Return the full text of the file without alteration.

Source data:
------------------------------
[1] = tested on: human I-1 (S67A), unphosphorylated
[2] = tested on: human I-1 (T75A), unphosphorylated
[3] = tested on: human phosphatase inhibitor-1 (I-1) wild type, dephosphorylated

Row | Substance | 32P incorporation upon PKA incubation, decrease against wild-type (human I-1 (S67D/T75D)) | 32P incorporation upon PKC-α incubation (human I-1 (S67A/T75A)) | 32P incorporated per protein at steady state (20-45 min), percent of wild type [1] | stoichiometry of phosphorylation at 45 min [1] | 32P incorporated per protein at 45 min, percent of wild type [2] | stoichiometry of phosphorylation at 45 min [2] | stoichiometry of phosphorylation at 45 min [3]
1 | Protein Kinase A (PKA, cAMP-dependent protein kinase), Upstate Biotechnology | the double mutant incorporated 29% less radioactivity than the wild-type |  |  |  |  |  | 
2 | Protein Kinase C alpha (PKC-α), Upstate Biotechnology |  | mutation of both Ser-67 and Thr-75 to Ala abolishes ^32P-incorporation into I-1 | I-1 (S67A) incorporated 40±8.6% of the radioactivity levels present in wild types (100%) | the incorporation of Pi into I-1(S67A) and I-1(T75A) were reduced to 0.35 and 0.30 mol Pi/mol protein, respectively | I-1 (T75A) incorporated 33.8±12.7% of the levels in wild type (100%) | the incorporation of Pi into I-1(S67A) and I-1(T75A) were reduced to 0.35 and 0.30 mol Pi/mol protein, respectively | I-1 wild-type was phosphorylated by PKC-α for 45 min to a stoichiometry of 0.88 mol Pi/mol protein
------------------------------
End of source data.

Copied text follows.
[1] = tested on: human I-1 (S67A), unphosphorylated
[2] = tested on: human I-1 (T75A), unphosphorylated
[3] = tested on: human phosphatase inhibitor-1 (I-1) wild type, dephosphorylated

Row | Substance | 32P incorporation upon PKA incubation, decrease against wild-type (human I-1 (S67D/T75D)) | 32P incorporation upon PKC-α incubation (human I-1 (S67A/T75A)) | 32P incorporated per protein at steady state (20-45 min), percent of wild type [1] | stoichiometry of phosphorylation at 45 min [1] | 32P incorporated per protein at 45 min, percent of wild type [2] | stoichiometry of phosphorylation at 45 min [2] | stoichiometry of phosphorylation at 45 min [3]
1 | Protein Kinase A (PKA, cAMP-dependent protein kinase), Upstate Biotechnology | the double mutant incorporated 29% less radioactivity than the wild-type |  |  |  |  |  | 
2 | Protein Kinase C alpha (PKC-α), Upstate Biotechnology |  | mutation of both Ser-67 and Thr-75 to Ala abolishes ^32P-incorporation into I-1 | I-1 (S67A) incorporated 40±8.6% of the radioactivity levels present in wild types (100%) | the incorporation of Pi into I-1(S67A) and I-1(T75A) were reduced to 0.35 and 0.30 mol Pi/mol protein, respectively | I-1 (T75A) incorporated 33.8±12.7% of the levels in wild type (100%) | the incorporation of Pi into I-1(S67A) and I-1(T75A) were reduced to 0.35 and 0.30 mol Pi/mol protein, respectively | I-1 wild-type was phosphorylated by PKC-α for 45 min to a stoichiometry of 0.88 mol Pi/mol protein